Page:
Saturday, 26 February 2011

Home Tourist - Jerusalem Farm

#HomeTourist is another great idea to have found popularity on Twitter. The idea is simple; in these straightened times, why spend money travelling to far flung places when you can rediscover the exoticly familiar on your own doorstep. It is always good to stop and re-evaluate what you have, to look at things afresh, and see things with new eyes. It was just this impulse (plus a little inspiration from the twitterverse) that took the family to Jerusalem Farm.

Hidden away in one of the many secluded valleys of Calderdale, Jerusalem Farm is a small piece of heaven not far from the bustling and creative town of Hebden Bridge. We drove up the winding road from Luddenden marvelling at the scenery. The houses clinging to the hillsides, huddled together for companionship, their small gardens looking like a rumpled patchwork quilt of colour amongst the dark stone buildings. This is no journey for the faint-hearted and drivers of a nervous disposition may well baulk at the thought of hairpin bends and single lane roads. We talked of how remote this area must feel in the winter when these tiny roads must surely become impassable. However, on an early Spring day, we had no such cause to worry.

The view towards the campsite

Jerusalem Farm is a favourite spot for walkers, both with and without their dogs, and it is soon easy to see why. Once you walk down from the car park you can see the river valley stretching out in front of you. A fair proportion of the valley bottom is given over to a basic campsite (no electric hook-ups, communal shower blocks or patrons' bar here) but this doesn't open until Easter. It does get busy at weekends in the summer but we have it on good authority that it can be quieter during the week. The kids made a bee-line straight for the adventure playground before we all took a very pleasant walk along the river bank.

The crystal clear water sparkled in the bright sunshine as it ran between the rocks providing a perfect white-water slalom for the stick and twig boats that we made. The river, though barely more than a brook at this point, runs quite quickly and so smaller adventurers are best supervised, but for older children there is plenty of scope for paddling, dam-building and river walking.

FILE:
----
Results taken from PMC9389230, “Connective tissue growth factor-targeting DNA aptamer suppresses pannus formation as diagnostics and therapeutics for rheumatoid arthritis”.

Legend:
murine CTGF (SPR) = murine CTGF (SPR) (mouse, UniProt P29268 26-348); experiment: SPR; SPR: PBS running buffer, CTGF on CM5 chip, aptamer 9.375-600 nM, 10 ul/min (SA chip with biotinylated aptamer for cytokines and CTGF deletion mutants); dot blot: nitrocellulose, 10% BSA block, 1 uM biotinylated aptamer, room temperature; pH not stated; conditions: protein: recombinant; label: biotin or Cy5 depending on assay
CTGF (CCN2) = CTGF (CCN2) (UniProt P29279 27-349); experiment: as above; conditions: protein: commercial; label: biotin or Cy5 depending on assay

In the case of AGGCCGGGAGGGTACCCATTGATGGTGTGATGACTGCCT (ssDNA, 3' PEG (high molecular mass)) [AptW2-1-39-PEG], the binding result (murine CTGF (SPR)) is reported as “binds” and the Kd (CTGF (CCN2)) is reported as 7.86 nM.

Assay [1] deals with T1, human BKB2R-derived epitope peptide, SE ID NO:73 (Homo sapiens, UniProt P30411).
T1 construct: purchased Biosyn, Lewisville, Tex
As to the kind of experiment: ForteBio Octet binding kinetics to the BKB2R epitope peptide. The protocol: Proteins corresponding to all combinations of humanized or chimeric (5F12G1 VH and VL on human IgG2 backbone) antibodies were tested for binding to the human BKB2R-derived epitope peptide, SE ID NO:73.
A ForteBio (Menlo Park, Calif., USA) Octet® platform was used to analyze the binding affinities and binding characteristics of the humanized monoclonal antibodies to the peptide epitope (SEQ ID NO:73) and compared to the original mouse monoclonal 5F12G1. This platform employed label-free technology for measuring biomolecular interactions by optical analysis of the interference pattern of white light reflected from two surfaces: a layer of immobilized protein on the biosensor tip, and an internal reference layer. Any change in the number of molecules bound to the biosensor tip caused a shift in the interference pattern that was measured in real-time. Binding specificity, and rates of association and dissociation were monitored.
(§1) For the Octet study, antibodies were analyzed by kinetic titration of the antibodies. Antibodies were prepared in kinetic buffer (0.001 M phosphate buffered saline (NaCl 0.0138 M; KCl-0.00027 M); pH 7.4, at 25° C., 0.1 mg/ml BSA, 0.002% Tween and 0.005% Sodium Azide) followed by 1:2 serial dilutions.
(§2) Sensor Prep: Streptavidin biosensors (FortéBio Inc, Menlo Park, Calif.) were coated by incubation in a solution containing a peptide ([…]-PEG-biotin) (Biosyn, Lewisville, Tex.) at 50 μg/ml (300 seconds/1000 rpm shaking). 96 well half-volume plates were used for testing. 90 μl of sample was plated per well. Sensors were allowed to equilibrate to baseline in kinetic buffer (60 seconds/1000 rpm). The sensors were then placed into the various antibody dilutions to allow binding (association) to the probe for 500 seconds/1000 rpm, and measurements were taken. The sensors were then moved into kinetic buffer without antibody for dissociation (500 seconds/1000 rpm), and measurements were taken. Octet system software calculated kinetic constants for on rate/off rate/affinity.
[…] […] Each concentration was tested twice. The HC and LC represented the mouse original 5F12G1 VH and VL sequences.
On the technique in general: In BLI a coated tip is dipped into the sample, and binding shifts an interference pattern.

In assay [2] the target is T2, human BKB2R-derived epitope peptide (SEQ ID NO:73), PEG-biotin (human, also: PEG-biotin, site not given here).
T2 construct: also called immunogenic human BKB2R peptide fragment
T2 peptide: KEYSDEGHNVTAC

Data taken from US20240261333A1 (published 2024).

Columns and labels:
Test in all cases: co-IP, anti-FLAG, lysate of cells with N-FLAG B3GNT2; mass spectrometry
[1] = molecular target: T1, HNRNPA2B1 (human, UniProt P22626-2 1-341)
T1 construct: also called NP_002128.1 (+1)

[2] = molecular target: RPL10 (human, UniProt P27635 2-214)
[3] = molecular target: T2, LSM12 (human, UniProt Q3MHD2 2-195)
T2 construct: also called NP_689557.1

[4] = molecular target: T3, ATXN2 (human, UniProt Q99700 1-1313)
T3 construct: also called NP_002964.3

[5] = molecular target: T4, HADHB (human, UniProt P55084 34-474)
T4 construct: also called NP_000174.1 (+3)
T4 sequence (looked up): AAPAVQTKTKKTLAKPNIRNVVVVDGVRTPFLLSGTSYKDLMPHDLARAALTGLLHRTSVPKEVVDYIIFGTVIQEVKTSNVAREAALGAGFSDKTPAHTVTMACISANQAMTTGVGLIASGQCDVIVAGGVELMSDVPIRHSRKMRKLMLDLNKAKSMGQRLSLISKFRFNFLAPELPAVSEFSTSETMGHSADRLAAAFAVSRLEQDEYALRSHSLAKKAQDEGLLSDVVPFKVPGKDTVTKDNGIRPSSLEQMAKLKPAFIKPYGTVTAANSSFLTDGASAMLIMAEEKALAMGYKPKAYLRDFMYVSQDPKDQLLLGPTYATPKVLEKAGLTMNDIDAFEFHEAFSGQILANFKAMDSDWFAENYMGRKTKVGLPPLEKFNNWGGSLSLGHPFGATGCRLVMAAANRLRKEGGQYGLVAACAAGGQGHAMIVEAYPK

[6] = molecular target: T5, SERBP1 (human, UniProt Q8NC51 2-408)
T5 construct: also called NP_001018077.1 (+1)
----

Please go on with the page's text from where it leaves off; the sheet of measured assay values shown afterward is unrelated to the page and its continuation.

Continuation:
The river offers lots of play potential

As we carried on up the valley we passed the man-made 'river-steps' (as our youngest christened the weir) before bearing left into the woods. Here we discovered a natural amphitheatre bounded by logs and home to some great, carved chairs. A norse-like wooden warrior guards the path, lending the clearing a vaguely Tolkein air. Our imaginative (not to say theatrical) troupe were soon recreating mythic battles with armies of goblins, stopping only to investigate some wondrous fungi growing on the logs. If nature is your thing, then this place has much to offer. We watched a pair of birds flitting about in the trees, building their nest. A kindly lady out walking her dog stopped to chat and the kids took advantage of the opportunity to make a fuss of the dog. A little way further on and we were walking up above the river again along a rather narrow footpath.

The woodland walk
Winding our way along here, the beauty and tranquility of the valley worked its magic and we slowed right down to dawdle in the sunshine. In the hour or so that we had been at Jerusalem Farm we had only seen a handful of other people. A lone walker, map in hand, passed as we played 'pooh-sticks' from the wooden bridge that marked the turning point for our walk. A man and his dog ran by but had time, as they slowed to cross the bridge, to make conversation. "Cracking day", he said. "I've got to be at work at half-four but I couldn't miss out on a day like today" and on they ran, back to their car and the everyday routine.

Nature lovers will love it here
Our own return journey took us along the valley bottom to the stone bridge that marks the end of the camping ground. We stood and watched the vapour trails criss-cross the blue sky, listening to the river sounds before strolling up the hill to the car park. If it all sounds idyllic then I'm glad to confirm that it was. A lovely, family day-out that had cost us nothing but our time. As we drove back down the narrow roads towards Luddenden, bound for Hebden Bridge and the traditional family 'teas and wees' stop, I couldn't help but steal a line fromWilliam Blake and note that Jerusalem had indeed been 'builded here in England's green and pleasant land'
Details of Jerusalem Farm can be found here.

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